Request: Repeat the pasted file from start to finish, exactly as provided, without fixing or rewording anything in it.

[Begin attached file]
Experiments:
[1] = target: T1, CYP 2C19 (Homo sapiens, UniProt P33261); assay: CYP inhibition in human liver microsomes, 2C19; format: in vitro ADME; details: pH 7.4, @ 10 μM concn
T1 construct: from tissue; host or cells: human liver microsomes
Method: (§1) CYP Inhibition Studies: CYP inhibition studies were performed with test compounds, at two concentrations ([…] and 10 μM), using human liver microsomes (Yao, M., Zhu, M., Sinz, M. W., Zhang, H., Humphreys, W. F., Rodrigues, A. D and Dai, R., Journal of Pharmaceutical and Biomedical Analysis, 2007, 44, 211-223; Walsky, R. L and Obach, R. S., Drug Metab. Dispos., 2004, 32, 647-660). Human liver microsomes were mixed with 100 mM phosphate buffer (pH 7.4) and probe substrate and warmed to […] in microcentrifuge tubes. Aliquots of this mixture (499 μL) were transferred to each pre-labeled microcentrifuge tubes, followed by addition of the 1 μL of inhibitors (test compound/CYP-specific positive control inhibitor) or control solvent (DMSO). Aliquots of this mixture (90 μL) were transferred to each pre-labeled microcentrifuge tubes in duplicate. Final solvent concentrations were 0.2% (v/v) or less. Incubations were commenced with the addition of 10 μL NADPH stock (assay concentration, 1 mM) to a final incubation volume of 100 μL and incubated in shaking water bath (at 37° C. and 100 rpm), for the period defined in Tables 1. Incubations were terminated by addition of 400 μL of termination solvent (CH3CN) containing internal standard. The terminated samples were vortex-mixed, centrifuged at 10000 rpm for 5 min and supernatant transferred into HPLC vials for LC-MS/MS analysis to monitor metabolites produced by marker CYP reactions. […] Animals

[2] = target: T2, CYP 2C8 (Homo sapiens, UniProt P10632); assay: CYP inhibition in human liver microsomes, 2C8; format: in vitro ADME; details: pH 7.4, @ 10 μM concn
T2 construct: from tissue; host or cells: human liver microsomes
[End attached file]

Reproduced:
Experiments:
[1] = target: T1, CYP 2C19 (Homo sapiens, UniProt P33261); assay: CYP inhibition in human liver microsomes, 2C19; format: in vitro ADME; details: pH 7.4, @ 10 μM concn
T1 construct: from tissue; host or cells: human liver microsomes
Method: (§1) CYP Inhibition Studies: CYP inhibition studies were performed with test compounds, at two concentrations ([…] and 10 μM), using human liver microsomes (Yao, M., Zhu, M., Sinz, M. W., Zhang, H., Humphreys, W. F., Rodrigues, A. D and Dai, R., Journal of Pharmaceutical and Biomedical Analysis, 2007, 44, 211-223; Walsky, R. L and Obach, R. S., Drug Metab. Dispos., 2004, 32, 647-660). Human liver microsomes were mixed with 100 mM phosphate buffer (pH 7.4) and probe substrate and warmed to […] in microcentrifuge tubes. Aliquots of this mixture (499 μL) were transferred to each pre-labeled microcentrifuge tubes, followed by addition of the 1 μL of inhibitors (test compound/CYP-specific positive control inhibitor) or control solvent (DMSO). Aliquots of this mixture (90 μL) were transferred to each pre-labeled microcentrifuge tubes in duplicate. Final solvent concentrations were 0.2% (v/v) or less. Incubations were commenced with the addition of 10 μL NADPH stock (assay concentration, 1 mM) to a final incubation volume of 100 μL and incubated in shaking water bath (at 37° C. and 100 rpm), for the period defined in Tables 1. Incubations were terminated by addition of 400 μL of termination solvent (CH3CN) containing internal standard. The terminated samples were vortex-mixed, centrifuged at 10000 rpm for 5 min and supernatant transferred into HPLC vials for LC-MS/MS analysis to monitor metabolites produced by marker CYP reactions. […] Animals

[2] = target: T2, CYP 2C8 (Homo sapiens, UniProt P10632); assay: CYP inhibition in human liver microsomes, 2C8; format: in vitro ADME; details: pH 7.4, @ 10 μM concn
T2 construct: from tissue; host or cells: human liver microsomes